Types of Radiant Heating For A Dallas Home Remodeling Project

Choosing Radiant Heating For Your Dallas Home Remodel

Sometimes it is the unseen elements in a home remodel that take the design from excellent to extraordinary. When winter comes around, there is nothing quite as luxurious as walking into a bathroom or kitchen in bare feet and feeling the warmth of a radiant heating system.

There are some options for adding the luxury of radiant heating to your home. Systems are available that supply heat to walls as well as floors. A radiant heat system relies on radiant heat transfer – it delivers heat directly to the room via infrared radiation. It is the same principle that allows you to feel the heat from a hot stovetop from across the room.


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The Advantages of Radiant Heating

Radiant heating offers homeowners some advantages. It is more effective than baseboard heating and almost always more efficient than forced-hot-air because it eliminated heat loss through ductwork. For homeowners with allergies, radiant heating is perfect because it doesn’t distribute allergens like forced hot air, plus there’s never any expense for filter replacement.

Hydronic systems (liquid-based systems) use little electricity which is a benefit for homeowners off the grid or in areas with high electricity costs. Hydronic systems use a variety of energy sources to heat the liquid including standard gas or oil furnaces, wood-fired boilers, solar water heaters or any combination.

Radiant floor heat relies on the concept of convection. This is the natural circulation of heat within the room as the air warmed by the floor rises. Radiant floor systems are very different than the radiant panels used on walls. Let’s look at each of these options.

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Radiant Floor Heating

The two general types of radiant floor heating are electric and hydronic. These two types of systems can be further categorized by the installation method used. There are two different types of installation. Those that use the large thermal mass of concrete slab floor or lightweight concrete over wood are called “wet” installations. Those that are installed either between plywood subfloor or attaches tubing under the finished floor is called “dry” installation.

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Let’s explore each of these systems a little more in depth.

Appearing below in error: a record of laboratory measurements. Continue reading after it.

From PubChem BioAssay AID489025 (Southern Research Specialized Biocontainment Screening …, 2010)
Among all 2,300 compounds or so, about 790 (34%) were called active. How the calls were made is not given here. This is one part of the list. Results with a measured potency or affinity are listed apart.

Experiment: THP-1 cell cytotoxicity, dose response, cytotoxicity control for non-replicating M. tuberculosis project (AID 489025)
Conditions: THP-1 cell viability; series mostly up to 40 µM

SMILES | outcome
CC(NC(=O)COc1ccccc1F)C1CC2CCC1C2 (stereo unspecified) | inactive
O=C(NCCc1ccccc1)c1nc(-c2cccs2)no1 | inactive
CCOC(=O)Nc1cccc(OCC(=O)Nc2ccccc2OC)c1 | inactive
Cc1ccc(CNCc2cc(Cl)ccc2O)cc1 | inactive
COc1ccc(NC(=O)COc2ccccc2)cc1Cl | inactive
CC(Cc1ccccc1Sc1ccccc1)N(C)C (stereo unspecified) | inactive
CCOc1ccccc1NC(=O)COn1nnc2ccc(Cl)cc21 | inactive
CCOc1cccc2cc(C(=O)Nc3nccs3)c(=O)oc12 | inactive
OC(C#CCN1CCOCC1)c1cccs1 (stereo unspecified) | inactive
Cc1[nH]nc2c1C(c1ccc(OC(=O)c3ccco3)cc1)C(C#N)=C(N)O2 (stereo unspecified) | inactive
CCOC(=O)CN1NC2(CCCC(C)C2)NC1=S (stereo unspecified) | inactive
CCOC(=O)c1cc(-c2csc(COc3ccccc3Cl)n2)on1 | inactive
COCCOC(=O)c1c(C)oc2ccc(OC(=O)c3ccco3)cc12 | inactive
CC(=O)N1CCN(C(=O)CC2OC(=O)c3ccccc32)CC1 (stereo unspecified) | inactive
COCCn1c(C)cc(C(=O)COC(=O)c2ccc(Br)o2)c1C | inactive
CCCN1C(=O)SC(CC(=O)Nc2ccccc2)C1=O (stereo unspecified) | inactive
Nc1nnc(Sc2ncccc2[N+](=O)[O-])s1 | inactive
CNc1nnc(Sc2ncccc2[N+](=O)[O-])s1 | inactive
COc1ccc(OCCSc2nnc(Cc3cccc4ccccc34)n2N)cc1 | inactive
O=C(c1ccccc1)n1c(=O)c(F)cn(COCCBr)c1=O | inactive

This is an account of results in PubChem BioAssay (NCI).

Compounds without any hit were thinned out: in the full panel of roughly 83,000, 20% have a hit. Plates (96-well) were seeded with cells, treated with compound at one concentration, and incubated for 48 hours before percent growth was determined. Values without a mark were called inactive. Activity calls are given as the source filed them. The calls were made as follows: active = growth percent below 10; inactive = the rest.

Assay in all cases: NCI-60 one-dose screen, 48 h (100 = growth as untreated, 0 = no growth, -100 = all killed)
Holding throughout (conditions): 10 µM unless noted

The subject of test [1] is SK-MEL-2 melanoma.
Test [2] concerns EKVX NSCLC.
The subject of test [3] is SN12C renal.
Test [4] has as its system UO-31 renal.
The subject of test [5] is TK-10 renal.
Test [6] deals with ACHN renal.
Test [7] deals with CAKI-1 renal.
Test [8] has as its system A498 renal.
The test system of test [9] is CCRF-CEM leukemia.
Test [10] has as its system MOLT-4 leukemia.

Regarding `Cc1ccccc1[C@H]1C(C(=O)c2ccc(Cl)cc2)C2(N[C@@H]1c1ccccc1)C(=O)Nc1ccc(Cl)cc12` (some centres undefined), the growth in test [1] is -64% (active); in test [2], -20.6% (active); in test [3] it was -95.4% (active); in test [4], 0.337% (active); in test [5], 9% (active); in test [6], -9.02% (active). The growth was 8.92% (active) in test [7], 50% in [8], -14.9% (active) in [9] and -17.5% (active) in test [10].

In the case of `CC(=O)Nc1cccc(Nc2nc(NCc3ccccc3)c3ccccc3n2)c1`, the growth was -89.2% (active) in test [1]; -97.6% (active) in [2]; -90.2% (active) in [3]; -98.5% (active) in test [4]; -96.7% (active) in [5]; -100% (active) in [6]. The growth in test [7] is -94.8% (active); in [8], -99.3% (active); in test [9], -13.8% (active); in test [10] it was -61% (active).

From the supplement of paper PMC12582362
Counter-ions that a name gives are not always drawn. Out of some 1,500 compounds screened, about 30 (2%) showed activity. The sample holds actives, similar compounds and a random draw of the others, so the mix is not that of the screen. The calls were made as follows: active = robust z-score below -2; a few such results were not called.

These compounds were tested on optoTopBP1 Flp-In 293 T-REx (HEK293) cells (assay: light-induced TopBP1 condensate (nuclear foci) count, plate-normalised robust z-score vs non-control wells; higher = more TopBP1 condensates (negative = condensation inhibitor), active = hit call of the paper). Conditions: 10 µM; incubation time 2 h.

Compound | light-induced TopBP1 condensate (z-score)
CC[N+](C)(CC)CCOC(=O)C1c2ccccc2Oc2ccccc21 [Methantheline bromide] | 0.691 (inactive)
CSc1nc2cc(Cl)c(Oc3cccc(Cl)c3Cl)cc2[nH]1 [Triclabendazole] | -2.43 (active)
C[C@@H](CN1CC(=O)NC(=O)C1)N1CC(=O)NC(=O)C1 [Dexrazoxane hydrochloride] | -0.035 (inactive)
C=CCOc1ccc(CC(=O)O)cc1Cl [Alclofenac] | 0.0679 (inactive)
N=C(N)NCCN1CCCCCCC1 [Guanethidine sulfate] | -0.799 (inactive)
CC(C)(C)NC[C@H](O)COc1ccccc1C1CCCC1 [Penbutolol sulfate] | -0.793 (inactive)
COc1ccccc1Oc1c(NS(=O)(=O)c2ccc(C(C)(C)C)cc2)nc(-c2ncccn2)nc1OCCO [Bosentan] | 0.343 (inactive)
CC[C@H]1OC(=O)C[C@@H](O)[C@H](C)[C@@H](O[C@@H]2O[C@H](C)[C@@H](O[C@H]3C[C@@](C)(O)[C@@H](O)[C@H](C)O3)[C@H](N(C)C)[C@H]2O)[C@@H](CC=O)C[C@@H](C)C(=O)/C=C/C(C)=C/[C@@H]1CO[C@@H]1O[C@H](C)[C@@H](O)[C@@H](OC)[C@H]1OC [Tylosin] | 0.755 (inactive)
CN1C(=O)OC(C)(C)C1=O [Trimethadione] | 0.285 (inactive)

Electric Floor Systems

Electric systems consist of electric cables built into the floor. These systems cover the wires with electrically conductive plastic mats mounted on the subfloor below the finished tile or hardwood floor. Electrical costs can be high in certain areas, and as a result, electric radiant floors are most efficient if there is significant thermal mass, like a thick concrete slab. If the floor’s thermal mass is large enough, the heat stored in the slab will keep a home comfortable for eight to ten hours with only minimal electrical use. Electric radiant floors are also an excellent choice for a home addition where it is impractical or cost prohibitive to extend the heating system into the new space.

Hydronic Floor Systems

Hydronic systems are the most popular and cost-effective choice. Hydronic radiant heating systems pump heated water through tubing laid under the floor. In some systems control of the flow can be controlled using zoning valves and thermostats to regulate room temperature. The cost of installation can vary depending on the size and location of your home, the floor covering and labor.

Floor Coverings

Ceramic tile or natural stone is the most common and effective floor coverings to use with a radiant heat system. It can be used with vinyl, linoleum, carpeting or wood, but if the floor covering insulates the floor from the room, radiant heat efficiency is decreased.

Radiant Panels

Wall and ceiling mounted radiant panels are typically made of aluminum and can be either electrical or hydronic. Hydronic systems for homes can raise concerns about leaking with some homeowners. Most commercially available panels are electric.

Like any form of electric heat, panels can be expensive to operate but can be an excellent source of heating in areas that don’t experience extended periods of cold weather, like Dallas. They can provide supplemental heat in some rooms, can be used to heat an addition when extended the existing heating system can be impractical or not cost effective.

Panel systems have the fastest response time of any heating system, and panels can be individually controlled for each room. These features can make them extremely cost and energy efficient compared to other systems. When entering a room, you can increase the temperature setting and be comfortable within minutes.

Radiant heating can be a luxurious addition to your home remodeling project. Imagin never having to step on a cold kitchen or bathroom floor again. Using heat panels throughout your home can create comfort zones that can be adjusted as needed and can be efficient to operate both environmentally and financially. If you’re looking for a solution to supplement your existing heat, or need to add heat to a space in your home, but have been prevented by the cost of extending your system, consider installing a radiant heat system.

If you considering home remodeling in Dallas, Tx, contact us, the professionals home remodelers at Joseph & Berry Remodel Design Build to schedule a complimentary consultation (800)-371-8970. 

 

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